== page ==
Jim Walton Mined Gold For Team USA in 2000

While manager Tommy Lasorda was taking bows for America’s Olympic gold medal in baseball, the 2000 team depended on advance scout Jim Walton for some seasoned opinions on the competition. I asked the former Brewers coach what that felt like. He replied —
“Tom:
Thanks for your interest in baseball and the Brewers.
Advance scouting is always a very interesting area of scouting. You’re not only charged with evaluation of player skills, but also concerned with team strengths and weaknesses. What kind of game do they play? Of course, the overall depth in the team roster and potential match-ups against who’s hot and who’s not, team defense, pick-offs, alignments both offensive and defensive.
A lot of little baseball items — starts, release times, pitchers and catchers. 
The turnaround time of the information is critical in the Olympics — due to fact you see a team in a late evening game and Team USA plays that team the next morning, requires a lot of burning the midnight oil to have information ready and in the coaches hands early the next morning. 
It was a very interesting scouting experience. And great to have had the opportunity to be with a Gold Medal Winner, Team USA!
Thanks for your being a baseball fan.
Jim Walton”

Milwaukee Brewers Coach Jim Walton Remembers Young Robin Yount, Paul Molitor

Good news: you’re on a card.
Bad news: you have a
shrunken head!

Jim Walton coached first base for the Milwaukee Brewers from 1973-75.

He witnessed the launch of two superstar careers.
Did he see Hall of Fame futures for Paul Molitor and Robin Yount from the beginning? Walton replied:
“They not only were gifted players, but they were dedicated to the game with high character. The stats answer their ability to play the game.”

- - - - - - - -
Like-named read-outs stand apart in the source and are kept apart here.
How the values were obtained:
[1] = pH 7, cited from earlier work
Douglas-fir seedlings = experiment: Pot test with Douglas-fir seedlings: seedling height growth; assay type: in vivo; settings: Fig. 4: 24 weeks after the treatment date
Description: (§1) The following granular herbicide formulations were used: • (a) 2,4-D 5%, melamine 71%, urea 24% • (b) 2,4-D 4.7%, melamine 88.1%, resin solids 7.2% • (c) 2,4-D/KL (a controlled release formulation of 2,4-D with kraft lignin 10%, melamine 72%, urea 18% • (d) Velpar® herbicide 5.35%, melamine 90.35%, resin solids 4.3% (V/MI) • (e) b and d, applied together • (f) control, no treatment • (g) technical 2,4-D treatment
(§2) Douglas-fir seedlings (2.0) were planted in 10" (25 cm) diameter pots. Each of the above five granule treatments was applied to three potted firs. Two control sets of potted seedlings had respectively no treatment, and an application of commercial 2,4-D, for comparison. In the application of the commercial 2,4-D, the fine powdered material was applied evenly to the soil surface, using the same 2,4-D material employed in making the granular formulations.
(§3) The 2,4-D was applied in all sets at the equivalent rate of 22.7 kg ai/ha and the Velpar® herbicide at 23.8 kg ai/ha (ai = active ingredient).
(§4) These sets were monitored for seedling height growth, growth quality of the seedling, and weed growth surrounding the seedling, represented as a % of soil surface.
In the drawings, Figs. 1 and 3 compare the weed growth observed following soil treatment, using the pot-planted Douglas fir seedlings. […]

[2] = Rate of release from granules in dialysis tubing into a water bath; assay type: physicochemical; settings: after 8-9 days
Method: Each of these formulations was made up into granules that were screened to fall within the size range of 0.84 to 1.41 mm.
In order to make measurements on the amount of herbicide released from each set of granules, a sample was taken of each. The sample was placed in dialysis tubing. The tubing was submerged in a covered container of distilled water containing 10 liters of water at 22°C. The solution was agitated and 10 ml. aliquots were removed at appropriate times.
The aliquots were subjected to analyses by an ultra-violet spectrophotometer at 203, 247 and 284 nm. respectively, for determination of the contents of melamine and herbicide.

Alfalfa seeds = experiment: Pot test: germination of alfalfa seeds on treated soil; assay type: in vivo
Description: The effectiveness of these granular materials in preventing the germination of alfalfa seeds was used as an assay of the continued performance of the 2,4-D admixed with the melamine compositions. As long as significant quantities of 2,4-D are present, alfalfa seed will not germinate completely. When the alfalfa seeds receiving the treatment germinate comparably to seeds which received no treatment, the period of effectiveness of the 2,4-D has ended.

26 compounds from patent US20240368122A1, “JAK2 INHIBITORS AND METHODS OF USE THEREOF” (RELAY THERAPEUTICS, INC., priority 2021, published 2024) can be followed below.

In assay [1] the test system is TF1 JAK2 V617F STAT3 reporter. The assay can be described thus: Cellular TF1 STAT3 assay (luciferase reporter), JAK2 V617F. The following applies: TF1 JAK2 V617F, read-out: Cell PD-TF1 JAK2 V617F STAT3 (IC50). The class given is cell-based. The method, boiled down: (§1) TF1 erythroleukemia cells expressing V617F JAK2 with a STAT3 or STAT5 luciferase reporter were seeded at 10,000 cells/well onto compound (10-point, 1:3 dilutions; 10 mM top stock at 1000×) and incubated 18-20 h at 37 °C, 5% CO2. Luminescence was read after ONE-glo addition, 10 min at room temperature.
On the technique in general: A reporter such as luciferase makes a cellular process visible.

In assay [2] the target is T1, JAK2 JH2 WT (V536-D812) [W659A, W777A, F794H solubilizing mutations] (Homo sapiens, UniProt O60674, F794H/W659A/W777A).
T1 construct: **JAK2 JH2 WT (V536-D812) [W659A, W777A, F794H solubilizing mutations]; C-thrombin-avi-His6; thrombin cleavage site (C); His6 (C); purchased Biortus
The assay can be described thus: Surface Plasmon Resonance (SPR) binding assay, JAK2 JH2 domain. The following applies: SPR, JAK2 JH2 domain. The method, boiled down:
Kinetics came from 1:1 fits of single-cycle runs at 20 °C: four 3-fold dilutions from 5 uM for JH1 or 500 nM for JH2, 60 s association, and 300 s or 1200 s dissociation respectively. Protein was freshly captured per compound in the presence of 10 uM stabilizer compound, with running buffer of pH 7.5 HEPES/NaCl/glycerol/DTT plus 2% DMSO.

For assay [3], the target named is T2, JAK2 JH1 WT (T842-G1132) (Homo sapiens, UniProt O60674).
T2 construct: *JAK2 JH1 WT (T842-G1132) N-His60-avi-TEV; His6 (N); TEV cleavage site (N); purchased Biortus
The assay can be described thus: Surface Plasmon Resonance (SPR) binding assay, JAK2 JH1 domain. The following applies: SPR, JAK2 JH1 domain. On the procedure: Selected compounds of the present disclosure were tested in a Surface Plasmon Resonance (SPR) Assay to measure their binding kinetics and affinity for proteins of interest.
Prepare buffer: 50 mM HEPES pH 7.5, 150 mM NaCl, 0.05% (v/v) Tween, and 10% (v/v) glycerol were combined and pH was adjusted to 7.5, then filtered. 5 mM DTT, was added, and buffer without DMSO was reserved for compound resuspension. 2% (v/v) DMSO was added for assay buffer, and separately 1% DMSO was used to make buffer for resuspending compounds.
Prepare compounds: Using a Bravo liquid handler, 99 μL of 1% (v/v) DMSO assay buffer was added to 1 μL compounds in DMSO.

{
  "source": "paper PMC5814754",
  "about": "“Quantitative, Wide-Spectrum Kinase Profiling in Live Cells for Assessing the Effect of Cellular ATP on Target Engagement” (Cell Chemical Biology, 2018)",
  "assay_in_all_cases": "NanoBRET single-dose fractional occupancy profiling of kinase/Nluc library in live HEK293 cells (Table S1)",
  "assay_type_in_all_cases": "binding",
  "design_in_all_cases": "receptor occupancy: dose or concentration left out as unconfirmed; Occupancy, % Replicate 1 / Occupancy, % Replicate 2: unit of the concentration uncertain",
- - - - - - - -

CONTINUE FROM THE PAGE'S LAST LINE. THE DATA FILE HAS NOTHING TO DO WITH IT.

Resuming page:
Coming Thursday: Helping Team USA win a gold medal!

Where Are the 1982 Milwaukee Brewers?

Is the ex-hurler’s sig still
so swell? I hope to find out!

In this installment of “Tom’s 10 Most Wanted,” I thought of those near-miss Milwaukee Brewers of 2011.

Do they answer fan mail? I’m not hopeful…I struck out trying to get their bullpen catcher!

Instead, I decided to revisit the past. I thought of another mystical Milwaukee team: The Blue Crew of ’82.

Here’s the “10 From Then” getting letters from me:

Jerry Augustine
Dwight Bernard
Jamie Easterly
Pete Ladd
Don Money
Rob Picciolo
Chuck Porter
Ed Romero
Harry Warner
Ned Yost

Stay tuned…

Coming Thursday: Seeking other ways to correspond with baseball’s past.

1970 Brewer Pitcher Ray Peters Amazes

Just two starts in the bigs,
then selling for 99 cents
on ebay? Ray Peters
deserves better!

To be honest, I groaned when I opened the envelope.

I cherish hand-written replies to my questions. A former Milwaukee Brave (whose reply will be shared in the next week) seemed to use a manual typewriter to send a flawless, hand-crafted reply. Look at his page and you’d time-travel back to the 1950s.

But this one? I saw that “Tom” was hand-written atop a preprinted page. Was this an autograph price list?

Hardly!

Ray Peters, a 1970 Milwaukee Brewers pitcher for two games, condensed his baseball life into a one-page narrative. He added details about his minor league adventures, and a note about he ALMOST appeared on two Topps cards. Peters holds the distinction of being a first-round draft pick for the 1969 Seattle Pilots. Teams had tried to draft the Harvard product four times without signing him.

I marveled at seeing his two major league starts summed up in one sparkling paragraph:

“Though my major league career was a matter of days, I was fortunate to pitch against my batting heroes when I was growing up — Al Kaline was my favorite right-handed batter and Vada Pinson was my favorite left-handed hitter. I walked Kaline and got Pinson (who should be in the Hall of Fame) to fly out, after he singled in his first at bat. LUCK plays a great part in sports. In my two innings, I gave up only singles, four of which were broken-bat bloops. Against Detroit I walked two and one batter got a single; I was taken out and the reliever gave up a grand slam home run and I’m sent back to the minors!!! That’s life.”

By hand, the grateful pitcher wrote with perfect penmanship:

Ray Peters #41 Milwaukee Brewers 1970
#60 Seattle Pilots 1969
— spring training Tempe, AZ”

Remember to look for more Ray Peters-like names as you collect in 2011. Look beyond the statistics and awards.  Everyone gets the all-stars. For me, I’d choose prefer the all-star storytellers.

Tomorrow: Remember that all-star train wreck between Pete Rose and Ray Fosse? Cub eyewitness Jim Hickman did, sharing his insight.

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